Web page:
-This exhibition is now closed-
Lichtenstein: A Retrospective, the new exhibition at the Tate Modern, is a superbly-curated show, featuring over 100 works by Lichtenstein and exploring the artist’s legacy.
The most enduring quality of Lichtenstein’s work is its inherent accessibility. The familiar bright colours, clean lines, Ben-Day dots and comic-book sensibilities that characterise Lichtenstein’s art make it irresistibly inviting and fun; camouflage for the artist’s attempts to defamiliarise the viewer’s perception of popular media and art. In his brushstroke paintings, in which streaks of paint are frozen in characteristic comic-book style, Lichtenstein sends up the abstract-impressionist concept of the brushstroke as an emotionally spontaneous artistic expression. Step-On Can With Leg is Lichtenstein’s celebration of the innovation of the pedal bin, investing what could be a simple advertisement with the status of an artwork and wryly drawing attention to the modern obsession with home convenience. In his Picasso-inspired Femme d’Alger, Lichtenstein reduces Picasso’s style to its nuts-and-bolts, immediately-recognisable visual elements, highlighting the basic status of the masterpiece as just another consumer culture object. In his later 1990s works, such as Interior With Nude Leaving, the Ben-Day dots that Lichtenstein made famous in the 1960s expand beyond the borders of the objects in the painting, giving a collage effect that suggests Lichtenstein’s critical awareness of his own significant influence on popular art.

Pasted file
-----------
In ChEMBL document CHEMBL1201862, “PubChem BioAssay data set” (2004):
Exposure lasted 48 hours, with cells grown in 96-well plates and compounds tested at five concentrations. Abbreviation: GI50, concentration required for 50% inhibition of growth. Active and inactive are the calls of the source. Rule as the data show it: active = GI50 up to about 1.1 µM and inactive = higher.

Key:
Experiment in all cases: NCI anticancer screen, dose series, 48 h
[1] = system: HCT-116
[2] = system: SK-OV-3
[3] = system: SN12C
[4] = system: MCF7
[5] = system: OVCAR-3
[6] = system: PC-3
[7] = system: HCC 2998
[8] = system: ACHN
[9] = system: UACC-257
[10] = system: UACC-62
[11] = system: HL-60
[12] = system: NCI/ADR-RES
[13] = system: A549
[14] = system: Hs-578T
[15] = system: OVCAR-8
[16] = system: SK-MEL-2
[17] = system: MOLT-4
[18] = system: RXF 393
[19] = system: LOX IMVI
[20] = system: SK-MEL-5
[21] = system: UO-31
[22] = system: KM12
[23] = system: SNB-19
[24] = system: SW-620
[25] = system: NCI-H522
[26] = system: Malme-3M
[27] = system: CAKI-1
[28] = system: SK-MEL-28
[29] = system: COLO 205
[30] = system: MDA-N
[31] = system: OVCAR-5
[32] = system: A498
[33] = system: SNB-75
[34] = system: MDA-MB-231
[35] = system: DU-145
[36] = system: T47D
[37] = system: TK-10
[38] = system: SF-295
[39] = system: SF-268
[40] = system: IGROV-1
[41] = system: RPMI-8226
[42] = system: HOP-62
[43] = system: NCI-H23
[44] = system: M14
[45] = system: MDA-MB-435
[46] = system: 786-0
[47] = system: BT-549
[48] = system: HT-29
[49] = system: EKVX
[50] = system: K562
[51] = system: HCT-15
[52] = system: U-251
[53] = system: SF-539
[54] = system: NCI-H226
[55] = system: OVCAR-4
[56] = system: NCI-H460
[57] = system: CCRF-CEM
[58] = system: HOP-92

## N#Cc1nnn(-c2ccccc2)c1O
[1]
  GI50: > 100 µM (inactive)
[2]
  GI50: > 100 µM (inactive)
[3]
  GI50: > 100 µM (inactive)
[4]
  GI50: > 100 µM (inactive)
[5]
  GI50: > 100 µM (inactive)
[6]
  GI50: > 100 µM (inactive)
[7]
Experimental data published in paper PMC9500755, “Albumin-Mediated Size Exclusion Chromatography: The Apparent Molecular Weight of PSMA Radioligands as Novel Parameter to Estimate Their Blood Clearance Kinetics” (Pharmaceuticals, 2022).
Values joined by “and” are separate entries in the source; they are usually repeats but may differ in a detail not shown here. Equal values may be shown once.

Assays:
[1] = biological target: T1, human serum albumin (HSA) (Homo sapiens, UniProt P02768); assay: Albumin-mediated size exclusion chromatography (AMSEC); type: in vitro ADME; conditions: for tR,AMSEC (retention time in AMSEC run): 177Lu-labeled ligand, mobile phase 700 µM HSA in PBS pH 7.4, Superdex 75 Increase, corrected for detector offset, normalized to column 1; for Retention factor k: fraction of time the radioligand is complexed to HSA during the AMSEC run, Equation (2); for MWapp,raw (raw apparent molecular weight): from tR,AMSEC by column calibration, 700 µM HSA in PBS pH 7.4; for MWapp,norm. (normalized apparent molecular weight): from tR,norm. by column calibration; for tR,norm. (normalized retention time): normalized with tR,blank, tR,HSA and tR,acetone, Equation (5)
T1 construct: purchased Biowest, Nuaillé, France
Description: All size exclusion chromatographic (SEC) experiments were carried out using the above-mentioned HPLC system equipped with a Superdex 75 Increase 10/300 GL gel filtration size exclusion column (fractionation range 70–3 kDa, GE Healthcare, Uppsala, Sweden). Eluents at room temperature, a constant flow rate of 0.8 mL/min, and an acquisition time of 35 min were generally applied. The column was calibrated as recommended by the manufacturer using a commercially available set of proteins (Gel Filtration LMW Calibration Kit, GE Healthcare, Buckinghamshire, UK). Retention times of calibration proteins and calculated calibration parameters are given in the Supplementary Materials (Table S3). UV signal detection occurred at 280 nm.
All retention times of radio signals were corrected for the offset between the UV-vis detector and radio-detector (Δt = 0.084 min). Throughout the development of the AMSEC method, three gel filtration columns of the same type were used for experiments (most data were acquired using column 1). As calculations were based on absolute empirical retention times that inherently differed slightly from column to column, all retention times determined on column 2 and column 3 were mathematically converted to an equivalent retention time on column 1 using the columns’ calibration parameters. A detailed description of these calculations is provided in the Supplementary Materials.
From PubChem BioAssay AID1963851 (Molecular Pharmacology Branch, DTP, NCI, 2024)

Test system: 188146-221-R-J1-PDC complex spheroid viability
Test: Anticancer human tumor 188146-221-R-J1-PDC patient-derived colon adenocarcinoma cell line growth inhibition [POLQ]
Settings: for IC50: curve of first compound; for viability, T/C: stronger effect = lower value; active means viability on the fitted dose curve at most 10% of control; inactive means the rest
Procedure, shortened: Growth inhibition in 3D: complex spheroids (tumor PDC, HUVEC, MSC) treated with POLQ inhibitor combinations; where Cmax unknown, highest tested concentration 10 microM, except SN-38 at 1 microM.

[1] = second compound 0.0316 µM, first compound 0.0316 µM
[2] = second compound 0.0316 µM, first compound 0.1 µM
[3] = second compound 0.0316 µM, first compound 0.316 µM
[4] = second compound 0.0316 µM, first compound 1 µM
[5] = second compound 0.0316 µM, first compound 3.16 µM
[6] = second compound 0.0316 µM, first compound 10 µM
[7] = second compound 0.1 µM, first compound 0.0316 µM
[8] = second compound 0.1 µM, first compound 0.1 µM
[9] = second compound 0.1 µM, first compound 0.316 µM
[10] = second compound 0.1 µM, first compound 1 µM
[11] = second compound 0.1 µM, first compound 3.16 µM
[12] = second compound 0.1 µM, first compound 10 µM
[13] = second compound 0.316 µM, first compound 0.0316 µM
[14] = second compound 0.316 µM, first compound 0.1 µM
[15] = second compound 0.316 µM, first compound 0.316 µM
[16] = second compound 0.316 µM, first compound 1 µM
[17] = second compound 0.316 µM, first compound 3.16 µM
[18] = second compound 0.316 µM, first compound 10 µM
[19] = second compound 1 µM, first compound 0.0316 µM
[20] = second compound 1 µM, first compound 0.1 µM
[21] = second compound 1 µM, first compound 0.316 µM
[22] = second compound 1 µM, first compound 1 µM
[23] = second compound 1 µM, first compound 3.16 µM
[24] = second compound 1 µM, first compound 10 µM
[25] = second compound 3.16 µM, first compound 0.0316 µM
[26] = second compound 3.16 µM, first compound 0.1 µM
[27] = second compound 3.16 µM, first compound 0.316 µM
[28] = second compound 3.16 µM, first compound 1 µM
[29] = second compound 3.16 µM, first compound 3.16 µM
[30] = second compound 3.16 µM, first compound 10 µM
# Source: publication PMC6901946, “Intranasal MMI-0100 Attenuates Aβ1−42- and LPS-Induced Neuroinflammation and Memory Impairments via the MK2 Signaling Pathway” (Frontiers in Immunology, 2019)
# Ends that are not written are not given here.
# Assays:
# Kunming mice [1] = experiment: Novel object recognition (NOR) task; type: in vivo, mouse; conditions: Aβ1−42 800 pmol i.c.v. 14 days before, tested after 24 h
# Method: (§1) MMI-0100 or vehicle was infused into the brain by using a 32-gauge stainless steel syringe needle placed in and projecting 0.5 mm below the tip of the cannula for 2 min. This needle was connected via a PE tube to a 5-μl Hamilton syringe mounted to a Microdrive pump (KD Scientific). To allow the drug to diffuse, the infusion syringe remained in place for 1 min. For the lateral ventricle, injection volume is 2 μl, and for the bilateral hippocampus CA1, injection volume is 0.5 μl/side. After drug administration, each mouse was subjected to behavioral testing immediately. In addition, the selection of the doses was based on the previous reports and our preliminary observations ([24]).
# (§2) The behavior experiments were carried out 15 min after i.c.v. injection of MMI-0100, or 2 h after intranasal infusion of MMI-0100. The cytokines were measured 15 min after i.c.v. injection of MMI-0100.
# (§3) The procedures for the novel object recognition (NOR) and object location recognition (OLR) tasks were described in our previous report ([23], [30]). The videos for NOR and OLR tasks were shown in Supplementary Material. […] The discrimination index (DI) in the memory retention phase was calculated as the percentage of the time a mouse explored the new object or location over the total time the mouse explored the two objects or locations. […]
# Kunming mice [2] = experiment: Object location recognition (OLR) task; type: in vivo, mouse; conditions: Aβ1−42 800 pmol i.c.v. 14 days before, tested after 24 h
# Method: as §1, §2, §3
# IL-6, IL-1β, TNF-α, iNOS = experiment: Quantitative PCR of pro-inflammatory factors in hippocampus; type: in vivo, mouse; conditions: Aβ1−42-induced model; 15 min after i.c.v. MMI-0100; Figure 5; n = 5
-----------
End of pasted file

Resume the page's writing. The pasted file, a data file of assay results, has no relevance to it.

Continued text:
However wryly-observed, the instant friendliness of Lichtenstein’s work means it never comes across as aggressive or elitist. It is not an attack against popular culture but rather a tongue-in-cheek celebration of it, exalting the banal and placing it on a level footing with ‘serious’ high art.
The exhibition is open until 27 May.